World Vision Warns Haiti’s Rural Communities Risk Chronic Food, Water Shortage as Burden to Care for Displaced Grows

Young women in Lahoye stop on their way to collect water

Young women in Lahoye stop on their way to collect water

World Vision warns Haiti's rural communities are at risk for chronic food and water shortages as the burden to care for the displaced grows. Families in these communities are struggling to cope with the influx of people seeking refuge from the destruction in the capital city. The aid agency is concerned that these communities are at risk of increased chronic food and water shortages and lack of adequate shelter as the rainy season approaches, burdens that could lead to more displacement and deeper poverty as resources are rapidly depleted. "Haiti's rural communities were already struggling to make ends meet before the earthquake," said Jean-Claude Mukadi, the relief response manager for World Vision in Haiti. "Now, as people continue to arrive in these communities, joining the hundreds of thousands who have already fled, they are all looking for food, water, and shelter. It's critical that efforts are put into place to help the families who were already living in these areas as well as those who are displaced from their homes." "World Vision has been doing rural development work in Haiti for many years, and while it is necessary to provide relief to displaced families in Port-au-Prince, it is critical to remember those living outside the city," said Mukadi. "If more resources are not channeled to the rural communities, the poor will be forced to return to the capital city, adding to the already overcrowded conditions there." For more information click here. For information how you can donate click here.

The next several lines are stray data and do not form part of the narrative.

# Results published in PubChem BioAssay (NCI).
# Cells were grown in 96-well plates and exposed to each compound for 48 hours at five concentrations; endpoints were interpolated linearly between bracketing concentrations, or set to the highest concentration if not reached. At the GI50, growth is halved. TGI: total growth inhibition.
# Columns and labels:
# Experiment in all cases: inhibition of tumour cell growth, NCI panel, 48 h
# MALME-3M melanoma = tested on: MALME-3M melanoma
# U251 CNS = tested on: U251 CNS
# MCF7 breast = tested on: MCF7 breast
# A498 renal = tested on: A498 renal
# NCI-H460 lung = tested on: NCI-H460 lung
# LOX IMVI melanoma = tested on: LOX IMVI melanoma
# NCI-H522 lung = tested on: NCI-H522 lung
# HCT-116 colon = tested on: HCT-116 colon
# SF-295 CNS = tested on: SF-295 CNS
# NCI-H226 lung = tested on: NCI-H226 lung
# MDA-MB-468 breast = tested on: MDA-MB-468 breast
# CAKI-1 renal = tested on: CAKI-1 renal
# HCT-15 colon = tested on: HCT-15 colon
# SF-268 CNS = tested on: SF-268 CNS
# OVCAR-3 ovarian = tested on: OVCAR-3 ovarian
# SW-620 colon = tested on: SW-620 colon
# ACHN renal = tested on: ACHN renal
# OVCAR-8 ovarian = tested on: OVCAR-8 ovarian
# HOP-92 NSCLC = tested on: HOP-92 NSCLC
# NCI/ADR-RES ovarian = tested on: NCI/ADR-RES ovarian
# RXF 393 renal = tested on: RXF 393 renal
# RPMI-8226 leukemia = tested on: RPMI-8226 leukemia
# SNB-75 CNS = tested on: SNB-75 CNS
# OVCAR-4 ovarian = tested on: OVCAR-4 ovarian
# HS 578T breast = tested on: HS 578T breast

Your money helps to buy truck to support mission work

Thanks to the efforts of the people of St. Andrews and our partners in the Capital District, Fr. Milor, the Rector of the Church of the Holy Sprit and the six mission churches he oversees, was able to purchase a truck to replace the one destroyed in the earthquake. This vehicle will allow Fr. Milor to transport needed food and supplies to all the parishes he supports including Christ the King Church in Lahoye.

Fr. Milor thanks us all for the work we are doing and bids us God’s peace. To help us help the people of Haiti's Central Plateau after the earthquake click here. New truck purchased by Capital Region Haiti mission groups for Lascahobas, Haiti